Yorgui Teyrouz is a pharmacist and the founder and president of Donner Sang Compter (DSC), a non-profit, non-governmental organization that aims to promote and raise awareness about voluntary non-remunerated blood donation in Lebanon.He also ran for the 2016 municipal elections with Beirut Madinati.
Teyrouz is a candidate for the Armenian Orthodox seat in Beirut I with the Li Baladi electoral list.
What are the primary reasons that made you want to run for parliament? What are the main pillars of your platform?
There is a responsibility that someone needs to take and I felt this sense of responsibility after my experience with Beirut Madinati and after the collective experiences of activism and fighting corruption. The difference between us and any other group running for elections, is that we [as Li Baladi] work as a team. I don’t care if I make it to parliament. What matters is that any of us does, and that our “project” is delivered.
The pillars of the platform go as follows: I am focusing on three issues being health, environment, and the youth. I will work to generate more job opportunities for youth groups for them to grow a sense of citizenship. The issue of health is very important for me as a pharmacist and the founder of Donner Sang Compter (DSC) organisation. If I don’t have health, I can’t accomplish anything. I have advocated for environmental preservation in many instances in my life.
Also, as part of the Li Baladi platform, there is a focus on the individual. We will target issues like freedom of expression, working for a dynamic city, environment, heritage and education, effective governance, independent judicial system, better infrastructure…etc. All of this again goes back to the individual and not the group, we think of the citizen, the individual, and not the group.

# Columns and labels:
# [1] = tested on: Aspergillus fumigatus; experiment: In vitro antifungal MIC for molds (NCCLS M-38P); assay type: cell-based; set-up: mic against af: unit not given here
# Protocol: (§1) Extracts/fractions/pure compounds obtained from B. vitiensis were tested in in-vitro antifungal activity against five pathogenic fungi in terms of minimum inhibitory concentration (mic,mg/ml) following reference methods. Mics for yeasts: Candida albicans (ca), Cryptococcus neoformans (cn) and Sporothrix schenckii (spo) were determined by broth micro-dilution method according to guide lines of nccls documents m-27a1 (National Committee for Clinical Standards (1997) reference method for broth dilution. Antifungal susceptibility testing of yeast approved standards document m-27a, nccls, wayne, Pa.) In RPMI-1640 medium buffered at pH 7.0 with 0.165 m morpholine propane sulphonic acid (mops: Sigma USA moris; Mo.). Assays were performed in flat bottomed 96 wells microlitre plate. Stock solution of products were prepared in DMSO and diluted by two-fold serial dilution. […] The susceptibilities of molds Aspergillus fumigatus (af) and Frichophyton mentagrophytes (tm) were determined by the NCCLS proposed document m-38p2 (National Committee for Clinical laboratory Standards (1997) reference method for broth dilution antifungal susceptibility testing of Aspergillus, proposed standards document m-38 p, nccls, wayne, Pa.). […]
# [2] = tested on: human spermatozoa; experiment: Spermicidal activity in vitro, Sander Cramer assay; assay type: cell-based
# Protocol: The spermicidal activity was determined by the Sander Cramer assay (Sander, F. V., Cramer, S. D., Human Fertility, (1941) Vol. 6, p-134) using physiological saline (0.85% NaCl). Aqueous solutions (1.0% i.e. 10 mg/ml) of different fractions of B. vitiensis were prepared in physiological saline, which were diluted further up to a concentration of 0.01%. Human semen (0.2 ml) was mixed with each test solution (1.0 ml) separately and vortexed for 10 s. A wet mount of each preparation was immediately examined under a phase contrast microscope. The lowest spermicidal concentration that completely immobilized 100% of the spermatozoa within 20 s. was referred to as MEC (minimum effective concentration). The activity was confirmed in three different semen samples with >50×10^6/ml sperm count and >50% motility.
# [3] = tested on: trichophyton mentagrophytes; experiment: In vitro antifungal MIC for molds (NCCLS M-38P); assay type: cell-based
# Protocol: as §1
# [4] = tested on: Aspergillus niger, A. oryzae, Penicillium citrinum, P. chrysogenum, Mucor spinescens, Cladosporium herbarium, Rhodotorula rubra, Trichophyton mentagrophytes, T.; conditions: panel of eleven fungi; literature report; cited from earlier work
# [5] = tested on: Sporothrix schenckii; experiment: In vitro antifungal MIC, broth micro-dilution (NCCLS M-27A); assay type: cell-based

Is the representation of the people’s interest something that you consider to be essential?
All groups need to be represented equally and citizen participation will be encouraged at all times.
According to a report by the International Labor Organization in 2014, unemployment rate in Lebanon is 24%, while youth unemployment has been reported to be 35%, how will you work to address this and what steps should the government take to increase and to generate sustainable job creation?
I will work to encourage small to medium enterprises, reduce taxations, provide some kind of insurance for their sustainability. Many citizens are afraid of starting businesses in fear of taxation and abolishment of insurance. If better monitoring of such businesses occurs, with less fraud and bribes going on, we will end up with more employment opportunities. We have a lot of potential in the country. So, we need to stop the heavy taxation and unjust policies applied to the underprivileged, and on the other hand, impose such policies on the richer individuals and businessmen. The current law we have in Lebanon is making the rich people richer, and the poor people poorer. Recently, Al-Iskan loan was frozen which is a harsh hit against the youth who seek to purchase a house, and this is disastrous and needs to be stopped.A combination of reduced loans and low job opportunities does not work.
With another waste crisis looming, what steps do you think parliament should take to tackle this issue?
There are so many factories, funded by the EU and USAID, that stopped functioning all around Lebanon.We did a tour with ‘Tol3it Rihetkoun” and we observed how factories dealing with waste are functioning. They are all working at under capacity. A factory that has a capacity for 50 tons, is receiving only 10 tons.We need to get those factories to work. Let’s decentralise the system! Give the municipalities more authority, give them more money and funds. The current political factions have been centralising the issue of waste.